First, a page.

sedimentation pattern as the cargo carrying transport vesicles produced in ER during active translation/translocation and vesicles formation activity. The cytosol derived from the CHX treated cells was used for vesicles isolation according to procedures described in Materials and Methods. As apparent, the sedimentation profile of autophagosomes was found to be similar to that of the synthetic transport vesicles characterized in our previous investigations [15,18-20,23,26]. Therefore, to document that these structures are not the remains of the synthetic arm of the cycle, but are created in the process of intracellular catabolic elimination of the organelle fragments, first we determined their cargo content, and their ability to fuse with the organelles that are restored by ER-derived transporters (Golgi, mitochondria), and then use them in experiments determining their reactivity with lysosomes. As demonstrated in Figure 2, the serine and palmitate labeled CHX-treated hepatocytes’ cytosol contained protein and lipid-labeled vesicles, which were cargo-free, were not fusing with Golgi, and the majority associated with lysosomes.

In the preliminary experiment with not separated ERGolgi fraction (not shown in Figure 3), the traces of the vesicular material, that during incubation was not re-

Figure 2. Recovery of radiolabeled CHX cytosol-derived vesicles following 5 - 45 minutes incubation with Golgi (Pa l) and with lysosomes (Pal 2). The corresponding samples of the vesicles used in reaction with organelles were also subjected to PAGE protein separation and estimation of the radiolabeled albumin. The results from the experiment are presented under (Alb). As shown, the vesicles remaining in CHX cytosol contained only traces of the albumin transporting vesicles and were not able to react with Golgi, instead readily associated with lysosomes. Due to small amount of labeled lipids, the origin and the destination of the remaining in cytosol fraction (Pal 2) was not investigated further. The CO column represents the radiolabel recovered from cytosol immediately after combining fractions for incubation with Golgi and/or lysosomes.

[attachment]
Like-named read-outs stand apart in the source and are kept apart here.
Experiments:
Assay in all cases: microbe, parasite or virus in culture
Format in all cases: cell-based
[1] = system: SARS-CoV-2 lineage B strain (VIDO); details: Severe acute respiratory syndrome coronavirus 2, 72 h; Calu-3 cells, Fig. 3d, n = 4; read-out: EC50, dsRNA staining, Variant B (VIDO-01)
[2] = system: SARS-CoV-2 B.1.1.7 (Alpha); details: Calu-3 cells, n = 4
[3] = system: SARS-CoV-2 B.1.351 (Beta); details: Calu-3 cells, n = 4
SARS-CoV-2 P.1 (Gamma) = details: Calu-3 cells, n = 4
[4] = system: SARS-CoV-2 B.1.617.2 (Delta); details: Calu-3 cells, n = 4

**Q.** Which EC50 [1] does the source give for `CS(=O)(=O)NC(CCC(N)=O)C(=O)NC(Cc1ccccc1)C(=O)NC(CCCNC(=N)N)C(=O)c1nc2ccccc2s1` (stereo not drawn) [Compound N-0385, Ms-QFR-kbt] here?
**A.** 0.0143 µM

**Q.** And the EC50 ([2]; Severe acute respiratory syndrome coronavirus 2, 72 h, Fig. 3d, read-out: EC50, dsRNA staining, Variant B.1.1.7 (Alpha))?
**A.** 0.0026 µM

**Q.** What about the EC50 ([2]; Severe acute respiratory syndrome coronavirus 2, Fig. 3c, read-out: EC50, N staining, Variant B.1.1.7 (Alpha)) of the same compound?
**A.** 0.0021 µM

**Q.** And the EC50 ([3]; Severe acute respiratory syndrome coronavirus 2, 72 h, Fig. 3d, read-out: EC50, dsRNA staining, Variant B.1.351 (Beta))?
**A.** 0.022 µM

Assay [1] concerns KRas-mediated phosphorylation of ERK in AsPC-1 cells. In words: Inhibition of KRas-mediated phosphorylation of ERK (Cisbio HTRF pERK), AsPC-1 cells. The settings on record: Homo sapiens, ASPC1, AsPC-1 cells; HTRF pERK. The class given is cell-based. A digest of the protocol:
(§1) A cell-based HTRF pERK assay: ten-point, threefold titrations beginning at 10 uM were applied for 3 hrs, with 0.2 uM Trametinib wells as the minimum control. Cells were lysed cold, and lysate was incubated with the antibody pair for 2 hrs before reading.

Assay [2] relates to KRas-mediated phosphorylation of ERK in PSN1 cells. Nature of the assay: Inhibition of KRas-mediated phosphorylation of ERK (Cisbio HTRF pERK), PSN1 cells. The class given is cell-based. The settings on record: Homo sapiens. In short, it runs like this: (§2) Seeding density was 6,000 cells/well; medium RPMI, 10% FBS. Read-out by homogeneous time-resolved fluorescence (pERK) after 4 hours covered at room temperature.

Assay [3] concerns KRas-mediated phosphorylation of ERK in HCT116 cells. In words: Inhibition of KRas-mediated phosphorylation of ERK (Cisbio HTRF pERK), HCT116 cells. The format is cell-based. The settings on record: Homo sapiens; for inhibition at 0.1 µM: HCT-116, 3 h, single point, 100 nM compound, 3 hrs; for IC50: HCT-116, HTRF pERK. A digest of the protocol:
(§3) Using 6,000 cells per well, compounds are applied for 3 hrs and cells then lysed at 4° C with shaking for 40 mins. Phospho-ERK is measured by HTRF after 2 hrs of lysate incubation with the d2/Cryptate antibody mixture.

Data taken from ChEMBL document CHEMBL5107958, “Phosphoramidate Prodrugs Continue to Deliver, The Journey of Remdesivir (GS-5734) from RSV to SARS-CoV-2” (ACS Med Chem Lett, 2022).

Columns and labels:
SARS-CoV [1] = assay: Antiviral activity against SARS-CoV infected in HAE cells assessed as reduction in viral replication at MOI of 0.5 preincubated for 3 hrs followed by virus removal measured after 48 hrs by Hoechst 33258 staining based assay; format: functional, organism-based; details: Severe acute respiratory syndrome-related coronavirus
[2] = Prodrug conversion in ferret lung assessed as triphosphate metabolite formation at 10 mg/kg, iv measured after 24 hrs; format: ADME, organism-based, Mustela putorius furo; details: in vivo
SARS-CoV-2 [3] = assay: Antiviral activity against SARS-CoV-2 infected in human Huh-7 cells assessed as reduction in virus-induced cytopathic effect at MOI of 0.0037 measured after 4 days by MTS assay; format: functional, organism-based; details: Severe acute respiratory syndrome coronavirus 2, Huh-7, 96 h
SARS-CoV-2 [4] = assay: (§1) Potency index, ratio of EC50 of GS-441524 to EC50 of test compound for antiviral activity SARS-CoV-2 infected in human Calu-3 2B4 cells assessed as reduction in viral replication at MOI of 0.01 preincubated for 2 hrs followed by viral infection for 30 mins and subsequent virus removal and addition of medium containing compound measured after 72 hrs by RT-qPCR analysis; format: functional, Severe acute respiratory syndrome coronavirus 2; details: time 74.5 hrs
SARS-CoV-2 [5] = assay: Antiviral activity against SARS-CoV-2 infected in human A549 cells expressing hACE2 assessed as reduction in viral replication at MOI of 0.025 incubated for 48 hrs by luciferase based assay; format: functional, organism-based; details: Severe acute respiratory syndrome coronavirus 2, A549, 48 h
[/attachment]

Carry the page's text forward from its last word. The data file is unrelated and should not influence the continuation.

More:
tained with lysosomes or fused with Golgi was not changed or displayed the property of the synthetic vesicles at the stage of retrograde transport. Fusion was not detected neither with ER-Golgi, nor Golgi or mitochondrial membranes, and the retained material was easily separated by the treatment with 0.5 M NaCl (Figure 3).

Based on the results presented in Figures 2 and 3 we could afford the conclusion that the CHX treatment-derived cytosol contained still other than autophagosomes, or cargo transporting vesicles, or the postulated retrograde transporters between Golgi and ER [42] since they were not fusing with ER, Golgi or mitochondria, or display affinity for lysosomes. However, as shown in Figure 4, the overwhelming majority of the material was retained with lysosomes. Within 5 min of incubation, the association was nearly complete, and only minimal changes were observed when incubation was continued for up to 45 min. The ability of the CHX cells vesicles to associate with lysosomes sets them apart from synthetic transport vesicles which as demonstrated in earlier investigations displayed capacity to fuse with Golgi, mitochondria, endosomes and specific sites of cell membrane, could not be separated by treatment with 2 M urea or 0.5 M NaCl.